That’s why I answered his first-ever question to me, asked while I was still in the pit -- “What’s your name?” -- with a defiant, “Where are you taking me?” And then repeated the exchange who’s-on-first-style twice more until I spat back, “I’ll tell you my name when you tell me where you’re taking me.” That’s also why I only started to cry once, sometime in the middle of the afternoon when it occurred to me that I might never see my mother again, but stopped immediately when he told me to shut up. While a part of me made sure to remember the serial number on the bus we took, another part made sure to eat my Twinkies first when I was finally allowed food from my lunchbox while Vic (that was his name) called for information about the bus’ schedule and route. (What kid wouldn’t eat her Twinkies first on a day when norms have clearly been forsaken?)
I was back in my bed that night and Vic was arrested about 48 hours later, but the part that comes next lasted decades longer than my captivity. Once you do get yourself un-kidnapped, you have to figure out your way back into the world. There’s no knowing where or what your place is now and there’s no telling how Vic, who absolutely lives on in some shape-shifting, insinuating way inside that asunder brain of yours, will screw with you next. That has often felt like the most unfair part of all this. Ask me to outwit a 200-pound monster who’s making things up as he goes along and I’ll eventually do so. But afterward, plop me back into my life and tell me it’s all back to normal and while I will believe you and largely act normal myself, I’ll still be fighting the monster internally, on my own, with no end in sight.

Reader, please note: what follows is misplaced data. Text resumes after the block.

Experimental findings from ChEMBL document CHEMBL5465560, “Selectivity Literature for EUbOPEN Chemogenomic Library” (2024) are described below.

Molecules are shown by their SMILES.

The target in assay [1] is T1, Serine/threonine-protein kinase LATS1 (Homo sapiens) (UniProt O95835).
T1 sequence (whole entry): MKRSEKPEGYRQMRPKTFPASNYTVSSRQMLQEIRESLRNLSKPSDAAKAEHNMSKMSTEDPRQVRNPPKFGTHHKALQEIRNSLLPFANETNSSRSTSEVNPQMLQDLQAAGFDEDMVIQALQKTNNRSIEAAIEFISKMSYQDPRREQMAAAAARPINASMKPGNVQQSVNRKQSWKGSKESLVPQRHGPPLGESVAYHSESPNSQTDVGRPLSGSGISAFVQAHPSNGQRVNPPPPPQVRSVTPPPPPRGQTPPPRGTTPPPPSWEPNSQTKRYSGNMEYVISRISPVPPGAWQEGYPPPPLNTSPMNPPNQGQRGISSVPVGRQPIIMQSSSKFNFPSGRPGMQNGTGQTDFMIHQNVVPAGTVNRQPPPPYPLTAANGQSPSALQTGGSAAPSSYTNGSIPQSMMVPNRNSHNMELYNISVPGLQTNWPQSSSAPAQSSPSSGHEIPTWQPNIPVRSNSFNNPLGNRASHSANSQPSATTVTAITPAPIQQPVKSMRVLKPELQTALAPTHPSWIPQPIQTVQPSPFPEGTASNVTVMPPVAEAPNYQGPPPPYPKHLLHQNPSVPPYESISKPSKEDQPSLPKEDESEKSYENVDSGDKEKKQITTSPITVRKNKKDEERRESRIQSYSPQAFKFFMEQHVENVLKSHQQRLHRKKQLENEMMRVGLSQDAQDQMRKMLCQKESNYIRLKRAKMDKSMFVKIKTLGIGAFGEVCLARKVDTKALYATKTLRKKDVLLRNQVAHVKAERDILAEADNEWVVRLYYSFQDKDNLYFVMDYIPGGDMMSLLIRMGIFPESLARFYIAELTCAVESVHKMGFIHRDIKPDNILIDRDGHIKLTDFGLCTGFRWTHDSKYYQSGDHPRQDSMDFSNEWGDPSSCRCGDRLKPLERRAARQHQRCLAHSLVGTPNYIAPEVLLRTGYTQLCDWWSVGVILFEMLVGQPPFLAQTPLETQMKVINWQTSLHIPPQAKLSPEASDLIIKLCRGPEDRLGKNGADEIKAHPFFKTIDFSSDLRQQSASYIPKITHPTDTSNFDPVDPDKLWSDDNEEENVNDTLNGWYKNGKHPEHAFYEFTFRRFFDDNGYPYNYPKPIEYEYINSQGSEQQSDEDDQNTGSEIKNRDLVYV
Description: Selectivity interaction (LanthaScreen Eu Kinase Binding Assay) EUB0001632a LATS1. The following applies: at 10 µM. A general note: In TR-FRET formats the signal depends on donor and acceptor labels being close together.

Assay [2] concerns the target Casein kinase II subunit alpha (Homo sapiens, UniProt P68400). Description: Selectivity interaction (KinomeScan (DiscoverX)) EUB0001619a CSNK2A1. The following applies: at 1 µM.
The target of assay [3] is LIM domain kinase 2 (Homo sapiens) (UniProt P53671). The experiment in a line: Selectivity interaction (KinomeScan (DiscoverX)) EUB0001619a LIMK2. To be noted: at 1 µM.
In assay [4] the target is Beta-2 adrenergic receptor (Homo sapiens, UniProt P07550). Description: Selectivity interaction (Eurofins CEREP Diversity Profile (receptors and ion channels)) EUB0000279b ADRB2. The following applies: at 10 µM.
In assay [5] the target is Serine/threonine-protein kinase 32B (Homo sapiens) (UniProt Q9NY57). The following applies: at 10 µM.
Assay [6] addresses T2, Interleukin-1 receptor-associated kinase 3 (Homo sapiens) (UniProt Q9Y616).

When I think about being kidnapped, what makes my stomach flop is not what my abductor made me do with him in his apartment for nine hours, but all of the lamentable, emotionally precipitative, histrionic -- the term I’m circling around here is “drama queen” -- behaviors I exhibited in the months and years that followed as a girl, teenager, young woman, and then, quite frankly, a no-longer-that-young woman who, like the 7-year-old in the car, should’ve known better. Most of these episodes center around my telling of the story of my kidnapping, which I did innumerable times over so many years. The cool kids in the back of the bus on the way home from summer swim meets were held in rapt attention (the back was where the cool kids always sat, and my story was my ticket back there). With pretty much any guy I had a crush on and wanted to impress, I would bring it up; I shake my head now, to think that I used to consider the story a tool for winning boyfriends (which never worked anyway). For several years in my 20s and early 30s, to “Rose” was a term coined by my social circle that meant leaving a party without telling anyone: to make a theatrical disappearance.
These little tribulations may not sound like much, but they’ve easily delivered more unhappiness combined than that day I spent kidnapped. At age 7, I had the fortitude to endure a dangerous demon and turn my victimization into a victory. For more than 20 years to follow, I couldn’t find the strength to rise above the inner demons that subsequently took root, the ones that insisted I was not worth fighting for.
Lately, over the past four or five years, when stories about kidnapped girls have surfaced in the news, empathy has not come easily to me. The sympathy everybody feels I feel as well, but the empathy I have to think about and gin up; there are no automatic flashbacks.
Then I realize that this is a victory, too, in and of itself.